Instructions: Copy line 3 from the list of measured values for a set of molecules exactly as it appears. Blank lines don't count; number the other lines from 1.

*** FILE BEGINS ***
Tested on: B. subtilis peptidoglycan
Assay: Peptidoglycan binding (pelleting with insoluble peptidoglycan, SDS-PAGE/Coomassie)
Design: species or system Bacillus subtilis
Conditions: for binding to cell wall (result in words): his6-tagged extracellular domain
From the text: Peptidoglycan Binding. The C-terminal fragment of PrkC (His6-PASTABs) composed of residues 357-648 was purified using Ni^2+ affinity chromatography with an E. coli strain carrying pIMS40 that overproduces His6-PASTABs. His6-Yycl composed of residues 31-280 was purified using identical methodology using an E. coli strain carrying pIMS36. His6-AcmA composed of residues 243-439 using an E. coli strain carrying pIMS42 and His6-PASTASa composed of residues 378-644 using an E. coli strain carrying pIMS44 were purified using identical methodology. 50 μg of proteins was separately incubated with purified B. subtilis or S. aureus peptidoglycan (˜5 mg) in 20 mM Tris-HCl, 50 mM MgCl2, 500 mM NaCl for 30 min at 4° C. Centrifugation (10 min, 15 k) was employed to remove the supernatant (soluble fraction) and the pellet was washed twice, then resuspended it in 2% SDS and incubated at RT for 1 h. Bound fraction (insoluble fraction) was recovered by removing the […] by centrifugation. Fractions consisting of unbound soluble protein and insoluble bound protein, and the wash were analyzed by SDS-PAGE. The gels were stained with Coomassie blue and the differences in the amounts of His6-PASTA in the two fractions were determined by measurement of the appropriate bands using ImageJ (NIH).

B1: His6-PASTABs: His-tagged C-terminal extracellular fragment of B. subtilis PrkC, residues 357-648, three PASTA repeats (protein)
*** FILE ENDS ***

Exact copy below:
Design: species or system Bacillus subtilis